A day that has been years in the making, Thursday marked a major milestone in REC efforts to bring high-speed internet to unserved and underserved communities. Local and regional leaders joined REC in Louisa County to celebrate the first residents in Louisa and Goochland counties to be connected with high-speed internet as a result of the cooperative’s work.
The project is the result of a partnership that includes REC and Firefly Fiber BroadbandSM along with Louisa and Goochland counties.
“For REC members still waiting for broadband, we are heading your way. This is only the beginning,” said John Hewa, REC’s President and CEO. “Between now and the end of the year, we anticipate service becoming available to several thousand REC member-owners—with all members in Louisa, Goochland, Greene, Madison and Albemarle having access to internet from Firefly by 2025.”
Firefly officials echoed that excitement.
“Firefly is pleased to partner with REC to offer affordable and reliable fiber-to-the-home internet access to thousands of their members who have no other viable option," said Firefly’s President and CEO Gary Wood. "Access to broadband by all is expected and necessary in today’s world and rural Virginians are finally receiving the connectivity they so need and desire. We are transforming lives one home and business at a time."
Work is ongoing on the 2,650 miles of fiber to the home that will be leased by Firefly across five counties. Make-ready and fiber construction is under way throughout Louisa and in Goochland, and make-ready engineering and construction continues in Greene, Madison and Albemarle counties.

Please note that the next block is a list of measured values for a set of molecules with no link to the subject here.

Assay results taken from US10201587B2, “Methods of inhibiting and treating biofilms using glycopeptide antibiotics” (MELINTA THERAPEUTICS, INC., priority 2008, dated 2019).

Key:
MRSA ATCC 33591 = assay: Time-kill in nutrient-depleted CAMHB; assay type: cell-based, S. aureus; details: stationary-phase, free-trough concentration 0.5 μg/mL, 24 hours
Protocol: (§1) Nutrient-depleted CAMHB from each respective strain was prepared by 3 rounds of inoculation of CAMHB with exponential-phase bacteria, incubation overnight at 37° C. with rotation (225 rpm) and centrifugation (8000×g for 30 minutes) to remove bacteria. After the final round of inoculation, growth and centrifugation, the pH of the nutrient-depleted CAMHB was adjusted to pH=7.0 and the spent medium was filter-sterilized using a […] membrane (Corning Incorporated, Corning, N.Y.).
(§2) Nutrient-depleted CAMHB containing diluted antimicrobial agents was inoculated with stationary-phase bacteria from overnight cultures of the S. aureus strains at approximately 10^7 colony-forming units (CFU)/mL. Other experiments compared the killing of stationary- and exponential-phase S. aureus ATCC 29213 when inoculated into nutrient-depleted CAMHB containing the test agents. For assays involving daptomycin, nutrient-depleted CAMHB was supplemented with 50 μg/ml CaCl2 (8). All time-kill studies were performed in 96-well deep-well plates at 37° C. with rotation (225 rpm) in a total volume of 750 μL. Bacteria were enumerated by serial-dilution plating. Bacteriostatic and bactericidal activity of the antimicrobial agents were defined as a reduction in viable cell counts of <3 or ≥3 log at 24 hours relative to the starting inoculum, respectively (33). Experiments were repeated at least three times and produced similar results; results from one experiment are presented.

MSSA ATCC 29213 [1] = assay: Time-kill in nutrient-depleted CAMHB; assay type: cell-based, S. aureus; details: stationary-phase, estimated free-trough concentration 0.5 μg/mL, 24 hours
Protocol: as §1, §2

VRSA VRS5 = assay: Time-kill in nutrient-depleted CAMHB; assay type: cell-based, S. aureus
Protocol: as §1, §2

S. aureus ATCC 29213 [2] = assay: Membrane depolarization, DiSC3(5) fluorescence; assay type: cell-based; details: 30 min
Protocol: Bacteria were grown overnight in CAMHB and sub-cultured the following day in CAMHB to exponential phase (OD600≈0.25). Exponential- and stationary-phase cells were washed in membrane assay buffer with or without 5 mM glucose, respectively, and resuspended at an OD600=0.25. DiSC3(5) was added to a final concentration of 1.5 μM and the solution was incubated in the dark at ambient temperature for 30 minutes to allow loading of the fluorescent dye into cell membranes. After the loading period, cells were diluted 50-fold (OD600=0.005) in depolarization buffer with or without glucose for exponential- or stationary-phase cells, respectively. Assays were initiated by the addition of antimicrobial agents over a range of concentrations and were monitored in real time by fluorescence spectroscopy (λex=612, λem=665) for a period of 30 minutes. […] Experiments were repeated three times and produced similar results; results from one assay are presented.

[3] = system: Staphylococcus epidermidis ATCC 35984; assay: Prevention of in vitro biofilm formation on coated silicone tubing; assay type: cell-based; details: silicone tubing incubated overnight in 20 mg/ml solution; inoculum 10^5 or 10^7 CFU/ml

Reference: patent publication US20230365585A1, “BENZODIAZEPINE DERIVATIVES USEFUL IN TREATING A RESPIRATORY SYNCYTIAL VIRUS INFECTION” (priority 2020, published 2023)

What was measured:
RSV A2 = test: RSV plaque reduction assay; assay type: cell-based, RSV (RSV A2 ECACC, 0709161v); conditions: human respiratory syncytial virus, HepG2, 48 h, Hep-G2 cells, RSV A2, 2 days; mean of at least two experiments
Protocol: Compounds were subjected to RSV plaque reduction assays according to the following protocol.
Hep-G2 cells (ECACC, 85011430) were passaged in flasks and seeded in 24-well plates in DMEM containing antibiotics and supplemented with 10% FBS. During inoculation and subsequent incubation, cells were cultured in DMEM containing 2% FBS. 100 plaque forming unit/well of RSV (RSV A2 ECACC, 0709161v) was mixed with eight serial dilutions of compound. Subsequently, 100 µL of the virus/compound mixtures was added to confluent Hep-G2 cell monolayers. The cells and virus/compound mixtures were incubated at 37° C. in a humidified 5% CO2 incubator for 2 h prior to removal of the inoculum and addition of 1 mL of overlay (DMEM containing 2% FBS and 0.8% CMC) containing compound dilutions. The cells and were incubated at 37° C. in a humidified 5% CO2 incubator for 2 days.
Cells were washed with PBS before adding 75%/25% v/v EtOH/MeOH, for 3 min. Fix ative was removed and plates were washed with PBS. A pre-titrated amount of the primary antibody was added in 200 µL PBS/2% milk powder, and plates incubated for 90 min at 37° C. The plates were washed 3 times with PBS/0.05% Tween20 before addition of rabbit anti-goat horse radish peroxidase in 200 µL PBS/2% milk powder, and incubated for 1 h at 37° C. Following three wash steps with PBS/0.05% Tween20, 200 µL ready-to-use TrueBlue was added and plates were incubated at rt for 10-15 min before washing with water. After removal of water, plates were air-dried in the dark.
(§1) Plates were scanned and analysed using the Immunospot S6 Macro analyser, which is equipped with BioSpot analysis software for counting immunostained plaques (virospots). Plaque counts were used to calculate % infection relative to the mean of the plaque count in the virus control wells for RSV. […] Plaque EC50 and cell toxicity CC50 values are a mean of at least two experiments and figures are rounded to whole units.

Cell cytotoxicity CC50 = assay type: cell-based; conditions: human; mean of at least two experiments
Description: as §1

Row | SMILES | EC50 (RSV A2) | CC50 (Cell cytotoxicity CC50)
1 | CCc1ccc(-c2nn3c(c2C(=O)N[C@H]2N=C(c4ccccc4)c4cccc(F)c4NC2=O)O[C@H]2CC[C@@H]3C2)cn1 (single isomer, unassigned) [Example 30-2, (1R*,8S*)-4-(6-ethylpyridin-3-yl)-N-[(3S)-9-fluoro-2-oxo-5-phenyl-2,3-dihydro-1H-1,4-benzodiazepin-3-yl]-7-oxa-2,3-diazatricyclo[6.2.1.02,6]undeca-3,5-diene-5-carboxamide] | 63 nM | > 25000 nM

REC is collaborating with a variety of contractors who are working in all phases of the project to build the fiber network. Make-ready engineering is when workers go to each pole to determine if any modifications are required to support the fiber and its associated steel strand. Make-ready construction is when contractors set new poles or make other system modifications so that fiber construction crews can then come in and install the fiber.
During the event, Louisa County and Goochland County officials reiterated their commitment to the partnership with REC and Firefly, and Superintendent of Louisa County Schools Doug Straley emphasized just how far this project will go in supporting rural communities.
"It's an opportunity to give our students here in Louisa and Goochland the same opportunities" that students in more populated areas have, he said. "The only way to make that happen is to give them the tools that everyone else has."
Regarding partnerships that are making broadband possible, he continued: "I love rural America. This is why: We make things happen, and we find solutions."